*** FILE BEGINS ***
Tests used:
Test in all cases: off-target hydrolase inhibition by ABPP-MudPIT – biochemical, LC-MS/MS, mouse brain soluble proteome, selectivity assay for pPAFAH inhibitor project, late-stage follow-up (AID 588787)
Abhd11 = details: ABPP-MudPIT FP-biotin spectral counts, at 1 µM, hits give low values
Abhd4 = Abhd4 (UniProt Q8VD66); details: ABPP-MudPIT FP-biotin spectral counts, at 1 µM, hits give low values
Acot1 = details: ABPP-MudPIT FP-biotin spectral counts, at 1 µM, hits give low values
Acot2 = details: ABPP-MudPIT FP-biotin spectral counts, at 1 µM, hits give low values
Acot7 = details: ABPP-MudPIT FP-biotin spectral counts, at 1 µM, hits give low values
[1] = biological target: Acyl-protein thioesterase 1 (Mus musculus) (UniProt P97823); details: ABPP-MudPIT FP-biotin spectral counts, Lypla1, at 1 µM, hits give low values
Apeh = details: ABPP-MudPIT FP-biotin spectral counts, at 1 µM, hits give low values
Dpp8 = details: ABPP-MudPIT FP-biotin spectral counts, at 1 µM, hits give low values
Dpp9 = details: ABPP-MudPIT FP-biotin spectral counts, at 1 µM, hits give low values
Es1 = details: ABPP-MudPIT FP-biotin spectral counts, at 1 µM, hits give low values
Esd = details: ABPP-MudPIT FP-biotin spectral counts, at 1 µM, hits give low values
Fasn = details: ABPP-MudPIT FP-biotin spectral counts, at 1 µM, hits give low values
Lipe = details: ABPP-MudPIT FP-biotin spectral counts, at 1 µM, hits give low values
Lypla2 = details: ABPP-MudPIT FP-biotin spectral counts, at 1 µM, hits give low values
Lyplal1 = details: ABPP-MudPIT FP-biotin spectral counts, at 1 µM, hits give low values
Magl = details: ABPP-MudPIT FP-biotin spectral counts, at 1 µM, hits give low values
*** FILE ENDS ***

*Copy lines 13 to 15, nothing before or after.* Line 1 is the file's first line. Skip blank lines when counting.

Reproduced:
Esd = details: ABPP-MudPIT FP-biotin spectral counts, at 1 µM, hits give low values
Fasn = details: ABPP-MudPIT FP-biotin spectral counts, at 1 µM, hits give low values
Lipe = details: ABPP-MudPIT FP-biotin spectral counts, at 1 µM, hits give low values